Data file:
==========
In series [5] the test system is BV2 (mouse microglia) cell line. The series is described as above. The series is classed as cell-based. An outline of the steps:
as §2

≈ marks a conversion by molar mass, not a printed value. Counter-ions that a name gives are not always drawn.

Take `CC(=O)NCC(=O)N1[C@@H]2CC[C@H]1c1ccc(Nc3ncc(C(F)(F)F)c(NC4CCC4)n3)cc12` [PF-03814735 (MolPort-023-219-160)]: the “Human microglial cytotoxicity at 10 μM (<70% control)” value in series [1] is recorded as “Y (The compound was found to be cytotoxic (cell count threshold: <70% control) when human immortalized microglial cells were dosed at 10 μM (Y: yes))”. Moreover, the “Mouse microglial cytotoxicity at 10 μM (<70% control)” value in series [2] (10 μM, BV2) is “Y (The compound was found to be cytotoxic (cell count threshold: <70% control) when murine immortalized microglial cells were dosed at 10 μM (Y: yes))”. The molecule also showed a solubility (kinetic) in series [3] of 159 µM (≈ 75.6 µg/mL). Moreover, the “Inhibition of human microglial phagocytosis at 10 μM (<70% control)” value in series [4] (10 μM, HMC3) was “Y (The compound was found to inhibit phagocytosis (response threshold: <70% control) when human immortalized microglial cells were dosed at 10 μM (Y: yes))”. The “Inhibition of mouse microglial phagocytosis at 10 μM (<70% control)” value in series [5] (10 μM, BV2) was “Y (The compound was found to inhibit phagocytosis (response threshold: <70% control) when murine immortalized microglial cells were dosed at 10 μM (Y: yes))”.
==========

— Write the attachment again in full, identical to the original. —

In series [5] the test system is BV2 (mouse microglia) cell line. The series is described as above. The series is classed as cell-based. An outline of the steps:
as §2

≈ marks a conversion by molar mass, not a printed value. Counter-ions that a name gives are not always drawn.

Take `CC(=O)NCC(=O)N1[C@@H]2CC[C@H]1c1ccc(Nc3ncc(C(F)(F)F)c(NC4CCC4)n3)cc12` [PF-03814735 (MolPort-023-219-160)]: the “Human microglial cytotoxicity at 10 μM (<70% control)” value in series [1] is recorded as “Y (The compound was found to be cytotoxic (cell count threshold: <70% control) when human immortalized microglial cells were dosed at 10 μM (Y: yes))”. Moreover, the “Mouse microglial cytotoxicity at 10 μM (<70% control)” value in series [2] (10 μM, BV2) is “Y (The compound was found to be cytotoxic (cell count threshold: <70% control) when murine immortalized microglial cells were dosed at 10 μM (Y: yes))”. The molecule also showed a solubility (kinetic) in series [3] of 159 µM (≈ 75.6 µg/mL). Moreover, the “Inhibition of human microglial phagocytosis at 10 μM (<70% control)” value in series [4] (10 μM, HMC3) was “Y (The compound was found to inhibit phagocytosis (response threshold: <70% control) when human immortalized microglial cells were dosed at 10 μM (Y: yes))”. The “Inhibition of mouse microglial phagocytosis at 10 μM (<70% control)” value in series [5] (10 μM, BV2) was “Y (The compound was found to inhibit phagocytosis (response threshold: <70% control) when murine immortalized microglial cells were dosed at 10 μM (Y: yes))”.